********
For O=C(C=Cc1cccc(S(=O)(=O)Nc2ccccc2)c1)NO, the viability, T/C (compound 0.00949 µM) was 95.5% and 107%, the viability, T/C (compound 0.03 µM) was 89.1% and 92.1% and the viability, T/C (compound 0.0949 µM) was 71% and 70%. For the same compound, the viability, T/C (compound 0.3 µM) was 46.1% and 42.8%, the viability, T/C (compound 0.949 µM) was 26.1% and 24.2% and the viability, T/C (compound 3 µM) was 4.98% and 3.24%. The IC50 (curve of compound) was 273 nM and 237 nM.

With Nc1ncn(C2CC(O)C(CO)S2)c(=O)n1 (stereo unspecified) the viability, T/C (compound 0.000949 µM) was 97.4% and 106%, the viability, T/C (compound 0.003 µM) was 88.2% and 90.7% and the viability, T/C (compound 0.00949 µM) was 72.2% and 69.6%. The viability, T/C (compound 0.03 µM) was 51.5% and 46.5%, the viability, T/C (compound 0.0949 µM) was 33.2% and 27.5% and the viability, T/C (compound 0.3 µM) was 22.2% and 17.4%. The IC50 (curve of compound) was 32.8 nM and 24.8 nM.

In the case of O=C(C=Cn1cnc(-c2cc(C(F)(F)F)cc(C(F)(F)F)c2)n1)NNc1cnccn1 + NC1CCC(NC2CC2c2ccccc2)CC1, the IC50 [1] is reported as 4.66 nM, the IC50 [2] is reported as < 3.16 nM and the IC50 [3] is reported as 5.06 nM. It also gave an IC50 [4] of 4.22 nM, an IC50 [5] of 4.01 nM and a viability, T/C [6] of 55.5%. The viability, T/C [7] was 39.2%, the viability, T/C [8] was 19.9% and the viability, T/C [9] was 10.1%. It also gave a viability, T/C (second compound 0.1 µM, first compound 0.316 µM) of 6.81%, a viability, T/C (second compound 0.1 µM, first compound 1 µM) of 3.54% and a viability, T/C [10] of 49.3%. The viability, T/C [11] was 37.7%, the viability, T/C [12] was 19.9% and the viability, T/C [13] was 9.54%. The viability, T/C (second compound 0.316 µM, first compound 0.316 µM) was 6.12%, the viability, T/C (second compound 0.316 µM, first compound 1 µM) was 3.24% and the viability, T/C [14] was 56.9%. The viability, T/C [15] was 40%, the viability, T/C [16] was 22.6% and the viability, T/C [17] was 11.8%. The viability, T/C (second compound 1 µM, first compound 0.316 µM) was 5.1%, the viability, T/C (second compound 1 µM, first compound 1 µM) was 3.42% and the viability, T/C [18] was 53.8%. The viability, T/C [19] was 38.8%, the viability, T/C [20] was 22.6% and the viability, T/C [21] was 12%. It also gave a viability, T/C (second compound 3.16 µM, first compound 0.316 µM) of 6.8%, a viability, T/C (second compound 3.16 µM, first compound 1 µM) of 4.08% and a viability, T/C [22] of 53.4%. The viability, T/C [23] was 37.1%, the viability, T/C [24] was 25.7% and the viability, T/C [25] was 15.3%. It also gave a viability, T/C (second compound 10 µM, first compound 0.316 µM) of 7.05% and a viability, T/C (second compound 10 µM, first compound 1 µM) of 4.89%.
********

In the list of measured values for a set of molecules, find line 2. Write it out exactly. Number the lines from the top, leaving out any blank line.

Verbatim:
With Nc1ncn(C2CC(O)C(CO)S2)c(=O)n1 (stereo unspecified) the viability, T/C (compound 0.000949 µM) was 97.4% and 106%, the viability, T/C (compound 0.003 µM) was 88.2% and 90.7% and the viability, T/C (compound 0.00949 µM) was 72.2% and 69.6%. The viability, T/C (compound 0.03 µM) was 51.5% and 46.5%, the viability, T/C (compound 0.0949 µM) was 33.2% and 27.5% and the viability, T/C (compound 0.3 µM) was 22.2% and 17.4%. The IC50 (curve of compound) was 32.8 nM and 24.8 nM.